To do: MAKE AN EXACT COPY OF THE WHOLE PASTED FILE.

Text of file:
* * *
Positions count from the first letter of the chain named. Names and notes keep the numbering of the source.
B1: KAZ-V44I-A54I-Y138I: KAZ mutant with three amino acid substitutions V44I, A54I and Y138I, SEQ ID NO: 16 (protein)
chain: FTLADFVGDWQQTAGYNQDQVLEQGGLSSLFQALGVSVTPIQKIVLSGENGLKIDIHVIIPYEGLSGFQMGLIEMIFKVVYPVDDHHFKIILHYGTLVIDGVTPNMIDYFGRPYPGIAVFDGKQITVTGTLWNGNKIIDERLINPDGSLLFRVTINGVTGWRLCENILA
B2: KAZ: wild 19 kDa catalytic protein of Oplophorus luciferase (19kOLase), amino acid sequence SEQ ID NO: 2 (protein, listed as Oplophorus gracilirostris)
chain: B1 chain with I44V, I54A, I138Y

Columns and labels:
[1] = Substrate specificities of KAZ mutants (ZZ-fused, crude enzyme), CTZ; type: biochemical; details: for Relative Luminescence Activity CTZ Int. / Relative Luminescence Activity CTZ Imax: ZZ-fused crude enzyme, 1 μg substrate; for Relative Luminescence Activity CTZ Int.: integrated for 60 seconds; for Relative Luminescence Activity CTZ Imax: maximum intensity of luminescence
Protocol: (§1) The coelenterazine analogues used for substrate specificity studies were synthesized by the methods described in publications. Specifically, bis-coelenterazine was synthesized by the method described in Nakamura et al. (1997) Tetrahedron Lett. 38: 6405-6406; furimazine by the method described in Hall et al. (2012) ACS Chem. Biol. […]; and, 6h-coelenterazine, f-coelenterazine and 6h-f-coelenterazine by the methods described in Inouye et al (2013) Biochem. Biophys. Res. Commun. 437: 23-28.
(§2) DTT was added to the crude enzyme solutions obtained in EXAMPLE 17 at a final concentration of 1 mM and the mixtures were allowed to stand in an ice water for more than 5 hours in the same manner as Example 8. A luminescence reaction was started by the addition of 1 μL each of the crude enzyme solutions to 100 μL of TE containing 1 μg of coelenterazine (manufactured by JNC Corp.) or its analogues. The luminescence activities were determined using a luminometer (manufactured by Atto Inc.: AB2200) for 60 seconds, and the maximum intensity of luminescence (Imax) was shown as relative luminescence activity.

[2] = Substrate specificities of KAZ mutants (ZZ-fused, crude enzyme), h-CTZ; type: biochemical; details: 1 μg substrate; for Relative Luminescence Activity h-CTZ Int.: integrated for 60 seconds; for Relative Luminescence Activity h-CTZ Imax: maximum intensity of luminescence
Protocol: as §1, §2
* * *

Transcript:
Positions count from the first letter of the chain named. Names and notes keep the numbering of the source.
B1: KAZ-V44I-A54I-Y138I: KAZ mutant with three amino acid substitutions V44I, A54I and Y138I, SEQ ID NO: 16 (protein)
chain: FTLADFVGDWQQTAGYNQDQVLEQGGLSSLFQALGVSVTPIQKIVLSGENGLKIDIHVIIPYEGLSGFQMGLIEMIFKVVYPVDDHHFKIILHYGTLVIDGVTPNMIDYFGRPYPGIAVFDGKQITVTGTLWNGNKIIDERLINPDGSLLFRVTINGVTGWRLCENILA
B2: KAZ: wild 19 kDa catalytic protein of Oplophorus luciferase (19kOLase), amino acid sequence SEQ ID NO: 2 (protein, listed as Oplophorus gracilirostris)
chain: B1 chain with I44V, I54A, I138Y

Columns and labels:
[1] = Substrate specificities of KAZ mutants (ZZ-fused, crude enzyme), CTZ; type: biochemical; details: for Relative Luminescence Activity CTZ Int. / Relative Luminescence Activity CTZ Imax: ZZ-fused crude enzyme, 1 μg substrate; for Relative Luminescence Activity CTZ Int.: integrated for 60 seconds; for Relative Luminescence Activity CTZ Imax: maximum intensity of luminescence
Protocol: (§1) The coelenterazine analogues used for substrate specificity studies were synthesized by the methods described in publications. Specifically, bis-coelenterazine was synthesized by the method described in Nakamura et al. (1997) Tetrahedron Lett. 38: 6405-6406; furimazine by the method described in Hall et al. (2012) ACS Chem. Biol. […]; and, 6h-coelenterazine, f-coelenterazine and 6h-f-coelenterazine by the methods described in Inouye et al (2013) Biochem. Biophys. Res. Commun. 437: 23-28.
(§2) DTT was added to the crude enzyme solutions obtained in EXAMPLE 17 at a final concentration of 1 mM and the mixtures were allowed to stand in an ice water for more than 5 hours in the same manner as Example 8. A luminescence reaction was started by the addition of 1 μL each of the crude enzyme solutions to 100 μL of TE containing 1 μg of coelenterazine (manufactured by JNC Corp.) or its analogues. The luminescence activities were determined using a luminometer (manufactured by Atto Inc.: AB2200) for 60 seconds, and the maximum intensity of luminescence (Imax) was shown as relative luminescence activity.

[2] = Substrate specificities of KAZ mutants (ZZ-fused, crude enzyme), h-CTZ; type: biochemical; details: 1 μg substrate; for Relative Luminescence Activity h-CTZ Int.: integrated for 60 seconds; for Relative Luminescence Activity h-CTZ Imax: maximum intensity of luminescence
Protocol: as §1, §2